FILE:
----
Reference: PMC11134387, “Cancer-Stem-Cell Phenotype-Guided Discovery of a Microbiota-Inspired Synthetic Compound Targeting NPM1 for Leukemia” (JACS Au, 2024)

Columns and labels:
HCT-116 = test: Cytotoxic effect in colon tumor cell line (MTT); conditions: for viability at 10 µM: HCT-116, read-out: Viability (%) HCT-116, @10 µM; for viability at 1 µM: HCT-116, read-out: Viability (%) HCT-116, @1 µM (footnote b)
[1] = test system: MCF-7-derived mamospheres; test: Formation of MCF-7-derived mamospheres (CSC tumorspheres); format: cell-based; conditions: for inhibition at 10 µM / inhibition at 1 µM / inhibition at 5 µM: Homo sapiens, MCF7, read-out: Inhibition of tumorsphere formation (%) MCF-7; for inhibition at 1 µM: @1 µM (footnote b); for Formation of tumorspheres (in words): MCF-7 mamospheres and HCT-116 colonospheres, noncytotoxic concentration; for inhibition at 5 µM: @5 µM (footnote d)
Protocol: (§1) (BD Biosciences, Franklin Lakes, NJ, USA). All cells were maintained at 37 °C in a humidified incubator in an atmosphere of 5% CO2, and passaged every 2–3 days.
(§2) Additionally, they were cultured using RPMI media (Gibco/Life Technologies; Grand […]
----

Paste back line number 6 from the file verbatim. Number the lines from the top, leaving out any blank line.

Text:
(§2) Additionally, they were cultured using RPMI media (Gibco/Life Technologies; Grand […]